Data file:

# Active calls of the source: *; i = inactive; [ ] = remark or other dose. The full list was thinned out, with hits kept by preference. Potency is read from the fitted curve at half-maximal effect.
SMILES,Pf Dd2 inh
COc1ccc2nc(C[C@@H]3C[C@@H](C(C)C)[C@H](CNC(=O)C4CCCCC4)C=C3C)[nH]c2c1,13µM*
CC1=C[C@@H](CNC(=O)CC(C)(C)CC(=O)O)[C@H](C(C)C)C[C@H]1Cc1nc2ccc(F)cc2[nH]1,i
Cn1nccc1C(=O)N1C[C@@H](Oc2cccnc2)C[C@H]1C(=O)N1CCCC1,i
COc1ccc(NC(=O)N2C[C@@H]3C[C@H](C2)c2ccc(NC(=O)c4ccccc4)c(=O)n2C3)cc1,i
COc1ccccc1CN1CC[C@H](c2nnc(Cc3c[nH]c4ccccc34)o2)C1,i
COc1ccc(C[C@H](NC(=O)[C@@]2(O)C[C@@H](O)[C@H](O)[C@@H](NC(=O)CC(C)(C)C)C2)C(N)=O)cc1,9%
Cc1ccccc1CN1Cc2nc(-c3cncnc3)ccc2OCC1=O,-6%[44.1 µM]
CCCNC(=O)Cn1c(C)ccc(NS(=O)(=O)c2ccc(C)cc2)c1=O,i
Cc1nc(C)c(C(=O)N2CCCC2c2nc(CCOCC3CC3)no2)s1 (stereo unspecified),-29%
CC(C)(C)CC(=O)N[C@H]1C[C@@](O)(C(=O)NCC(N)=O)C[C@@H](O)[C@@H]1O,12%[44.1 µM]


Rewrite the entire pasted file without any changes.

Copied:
# Active calls of the source: *; i = inactive; [ ] = remark or other dose. The full list was thinned out, with hits kept by preference. Potency is read from the fitted curve at half-maximal effect.
SMILES,Pf Dd2 inh
COc1ccc2nc(C[C@@H]3C[C@@H](C(C)C)[C@H](CNC(=O)C4CCCCC4)C=C3C)[nH]c2c1,13µM*
CC1=C[C@@H](CNC(=O)CC(C)(C)CC(=O)O)[C@H](C(C)C)C[C@H]1Cc1nc2ccc(F)cc2[nH]1,i
Cn1nccc1C(=O)N1C[C@@H](Oc2cccnc2)C[C@H]1C(=O)N1CCCC1,i
COc1ccc(NC(=O)N2C[C@@H]3C[C@H](C2)c2ccc(NC(=O)c4ccccc4)c(=O)n2C3)cc1,i
COc1ccccc1CN1CC[C@H](c2nnc(Cc3c[nH]c4ccccc34)o2)C1,i
COc1ccc(C[C@H](NC(=O)[C@@]2(O)C[C@@H](O)[C@H](O)[C@@H](NC(=O)CC(C)(C)C)C2)C(N)=O)cc1,9%
Cc1ccccc1CN1Cc2nc(-c3cncnc3)ccc2OCC1=O,-6%[44.1 µM]
CCCNC(=O)Cn1c(C)ccc(NS(=O)(=O)c2ccc(C)cc2)c1=O,i
Cc1nc(C)c(C(=O)N2CCCC2c2nc(CCOCC3CC3)no2)s1 (stereo unspecified),-29%
CC(C)(C)CC(=O)N[C@H]1C[C@@](O)(C(=O)NCC(N)=O)C[C@@H](O)[C@@H]1O,12%[44.1 µM]